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Australia news live: PM declines to comment on Roberts-Smith ruling but says Labor ‘committed’ to Brereton recommendations

Wille Okon 186 June 2, 2023

Daniel Hurst
Daniel Hurst

The prime minister, Anthony Albanese, speaking in Singapore, has been asked about the impact of the Ben Roberts-Smith defamation ruling on Australia’s international standing.

The prime minister responded cautiously:

The determination that was made yesterday is a determination of a civil proceeding between two parties. It didn’t involve the government and it would be inappropriate to comment on the detail of that given the potential that is then there for future action that the government might be a party to.

Albanese went on to express Australia’s commitment to act on the Brereton report into alleged war crimes, which followed a four-year long inquiry and was released in late 2020:

Can I say, though, [on] the Brereton inquiry and report – we are committed as a government to implementing the recommendations to the extent possible. And that is very important going forward. That is an area in which we have a responsibility and we have indicated very clearly that we would take up that responsibility.

Albanese also argued Australia’s international standing was “extraordinarily strong”. He said that included “the standing of our defence forces and our defence personnel”.

On claims from employers that the increase will lead to job losses, higher prices, and struggling businesses, McManus points to the profits being reported by big businesses currently.

Big business post their profits and have maintained and some of them expanded their profit margins at this particular time. They’re not feeling any pain whatsoever. They’re doing very well. So they can all afford this pay increase.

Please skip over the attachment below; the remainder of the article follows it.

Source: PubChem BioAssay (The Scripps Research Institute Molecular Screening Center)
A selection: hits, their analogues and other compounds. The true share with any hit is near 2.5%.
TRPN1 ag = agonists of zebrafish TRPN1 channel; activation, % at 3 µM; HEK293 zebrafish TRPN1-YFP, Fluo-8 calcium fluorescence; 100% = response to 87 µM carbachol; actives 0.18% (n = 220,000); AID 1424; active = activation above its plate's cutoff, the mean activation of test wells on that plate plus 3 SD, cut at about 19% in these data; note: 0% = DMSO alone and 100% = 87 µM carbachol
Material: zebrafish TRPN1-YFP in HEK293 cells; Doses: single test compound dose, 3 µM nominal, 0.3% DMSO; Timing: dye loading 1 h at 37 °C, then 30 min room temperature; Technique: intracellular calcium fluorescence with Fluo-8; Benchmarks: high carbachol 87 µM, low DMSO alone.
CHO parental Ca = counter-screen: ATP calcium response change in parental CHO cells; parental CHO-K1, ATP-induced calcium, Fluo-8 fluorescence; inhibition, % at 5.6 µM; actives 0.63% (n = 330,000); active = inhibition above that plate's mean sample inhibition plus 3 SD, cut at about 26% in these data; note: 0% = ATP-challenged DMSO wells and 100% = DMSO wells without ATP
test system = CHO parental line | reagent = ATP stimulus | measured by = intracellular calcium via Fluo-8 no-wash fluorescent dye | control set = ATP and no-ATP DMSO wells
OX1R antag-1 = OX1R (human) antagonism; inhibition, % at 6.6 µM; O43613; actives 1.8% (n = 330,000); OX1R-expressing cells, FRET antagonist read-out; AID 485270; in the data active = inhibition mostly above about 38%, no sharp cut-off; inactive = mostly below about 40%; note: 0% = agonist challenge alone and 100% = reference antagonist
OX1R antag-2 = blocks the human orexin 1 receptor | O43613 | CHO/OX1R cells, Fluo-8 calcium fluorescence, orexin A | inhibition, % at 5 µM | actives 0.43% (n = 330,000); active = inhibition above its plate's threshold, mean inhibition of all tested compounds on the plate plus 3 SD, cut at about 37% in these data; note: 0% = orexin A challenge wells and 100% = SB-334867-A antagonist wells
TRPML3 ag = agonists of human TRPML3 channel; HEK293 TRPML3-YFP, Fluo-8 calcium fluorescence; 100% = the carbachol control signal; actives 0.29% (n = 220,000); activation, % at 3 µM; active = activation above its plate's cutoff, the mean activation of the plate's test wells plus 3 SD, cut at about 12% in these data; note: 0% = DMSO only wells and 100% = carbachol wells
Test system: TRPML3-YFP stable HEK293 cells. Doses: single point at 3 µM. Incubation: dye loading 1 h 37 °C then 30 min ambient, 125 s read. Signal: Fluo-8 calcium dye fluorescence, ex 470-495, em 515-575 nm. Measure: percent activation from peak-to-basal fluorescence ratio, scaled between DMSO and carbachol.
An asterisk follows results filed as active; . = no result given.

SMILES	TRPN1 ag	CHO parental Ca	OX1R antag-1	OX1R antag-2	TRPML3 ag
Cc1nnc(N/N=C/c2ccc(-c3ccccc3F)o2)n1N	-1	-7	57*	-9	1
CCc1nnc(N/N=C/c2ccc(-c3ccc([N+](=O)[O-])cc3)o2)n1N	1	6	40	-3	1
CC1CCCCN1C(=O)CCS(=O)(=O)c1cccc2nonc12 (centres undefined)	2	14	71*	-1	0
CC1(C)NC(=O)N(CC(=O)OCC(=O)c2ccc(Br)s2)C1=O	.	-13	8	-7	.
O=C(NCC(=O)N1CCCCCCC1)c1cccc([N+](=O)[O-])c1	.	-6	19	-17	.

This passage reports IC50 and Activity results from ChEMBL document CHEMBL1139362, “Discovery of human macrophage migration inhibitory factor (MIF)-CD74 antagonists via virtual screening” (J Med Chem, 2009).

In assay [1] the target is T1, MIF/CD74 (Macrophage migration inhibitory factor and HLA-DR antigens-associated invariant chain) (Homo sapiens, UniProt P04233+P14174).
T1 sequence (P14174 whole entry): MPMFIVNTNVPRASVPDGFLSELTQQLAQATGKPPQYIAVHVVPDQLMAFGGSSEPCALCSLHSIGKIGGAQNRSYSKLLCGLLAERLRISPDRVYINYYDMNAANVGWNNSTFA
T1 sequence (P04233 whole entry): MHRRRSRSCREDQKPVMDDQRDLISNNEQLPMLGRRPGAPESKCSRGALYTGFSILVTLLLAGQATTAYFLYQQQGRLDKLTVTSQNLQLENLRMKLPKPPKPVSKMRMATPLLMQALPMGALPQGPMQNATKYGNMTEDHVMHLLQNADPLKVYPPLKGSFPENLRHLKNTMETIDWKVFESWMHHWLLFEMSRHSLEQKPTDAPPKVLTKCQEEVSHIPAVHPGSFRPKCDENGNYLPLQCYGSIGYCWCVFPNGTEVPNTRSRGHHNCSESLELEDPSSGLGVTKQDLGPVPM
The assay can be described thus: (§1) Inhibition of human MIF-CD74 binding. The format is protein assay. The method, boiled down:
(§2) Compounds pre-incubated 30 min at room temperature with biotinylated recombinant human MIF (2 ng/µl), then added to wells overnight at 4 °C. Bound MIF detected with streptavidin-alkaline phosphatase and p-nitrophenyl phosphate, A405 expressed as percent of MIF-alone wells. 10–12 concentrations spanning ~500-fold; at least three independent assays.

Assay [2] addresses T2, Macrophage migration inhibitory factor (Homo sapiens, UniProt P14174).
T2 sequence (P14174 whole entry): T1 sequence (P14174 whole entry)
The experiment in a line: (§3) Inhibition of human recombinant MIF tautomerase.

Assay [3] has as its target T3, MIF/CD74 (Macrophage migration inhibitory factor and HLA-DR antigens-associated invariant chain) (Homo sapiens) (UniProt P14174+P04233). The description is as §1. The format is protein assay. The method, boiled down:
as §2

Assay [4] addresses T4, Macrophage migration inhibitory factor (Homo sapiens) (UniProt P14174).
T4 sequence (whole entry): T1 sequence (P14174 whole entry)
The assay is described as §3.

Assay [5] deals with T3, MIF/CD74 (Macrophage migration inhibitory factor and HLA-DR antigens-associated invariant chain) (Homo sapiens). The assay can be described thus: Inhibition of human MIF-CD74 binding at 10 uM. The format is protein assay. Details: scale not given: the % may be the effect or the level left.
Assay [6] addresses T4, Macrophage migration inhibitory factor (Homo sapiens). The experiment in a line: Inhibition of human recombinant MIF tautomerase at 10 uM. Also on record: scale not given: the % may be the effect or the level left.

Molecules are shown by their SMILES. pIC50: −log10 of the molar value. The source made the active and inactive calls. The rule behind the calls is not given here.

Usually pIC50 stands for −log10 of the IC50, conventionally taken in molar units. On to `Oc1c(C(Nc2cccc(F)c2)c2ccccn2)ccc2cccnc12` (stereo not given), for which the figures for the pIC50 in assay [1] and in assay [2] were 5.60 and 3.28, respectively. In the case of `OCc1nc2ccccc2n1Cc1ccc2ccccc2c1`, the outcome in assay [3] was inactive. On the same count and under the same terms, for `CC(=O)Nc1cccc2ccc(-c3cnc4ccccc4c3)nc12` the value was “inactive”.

If you look at small businesses, some of them can as well. But it is true, there’s always some small businesses and some businesses that struggle every year regardless of what the pay increase is. And so the choice is do you give people more of a bigger real wage cut and have them cutback on spending and have them materially struggle and when woe talk about materially struggling, we’re saying not getting to the doctor and skipping meals or do we increase wages so they can tread water? On a balance of all of that, it’s the right thin for the country to make sure that the lowest paid workers don’t continue to carry it all the way of the current economic situation.

Wage rise less than what was sought but ‘will make a huge difference’: Sally McManus

The secretary of the Australian Council of Trade Unions (ACTU), Sally McManus, is on ABC’s Afternoon Briefing discussing the Fair Work Commission decision to raise the minimum wage 5.75%.

She admits it is less than the 7% that was sought, but the number “will make a huge difference” to around 3 million people on those awards and minimum wage. She says shop assistants will be about $51 a week better off, and disability workers will be a minimum of $66 better off.

That’s a lot of money when you’re considering how you’re going to pay for the groceries. We welcome the increase and we know it will make a real difference.

She says those who are saying the pay increase will be inflationary are doing so for political reasons or “simply employers that just don’t like giving payrises”.

Daniel Hurst
Daniel Hurst

The prime minister, Anthony Albanese, speaking in Singapore, has been asked about the impact of the Ben Roberts-Smith defamation ruling on Australia’s international standing.

The prime minister responded cautiously:

The determination that was made yesterday is a determination of a civil proceeding between two parties. It didn’t involve the government and it would be inappropriate to comment on the detail of that given the potential that is then there for future action that the government might be a party to.

Albanese went on to express Australia’s commitment to act on the Brereton report into alleged war crimes, which followed a four-year long inquiry and was released in late 2020: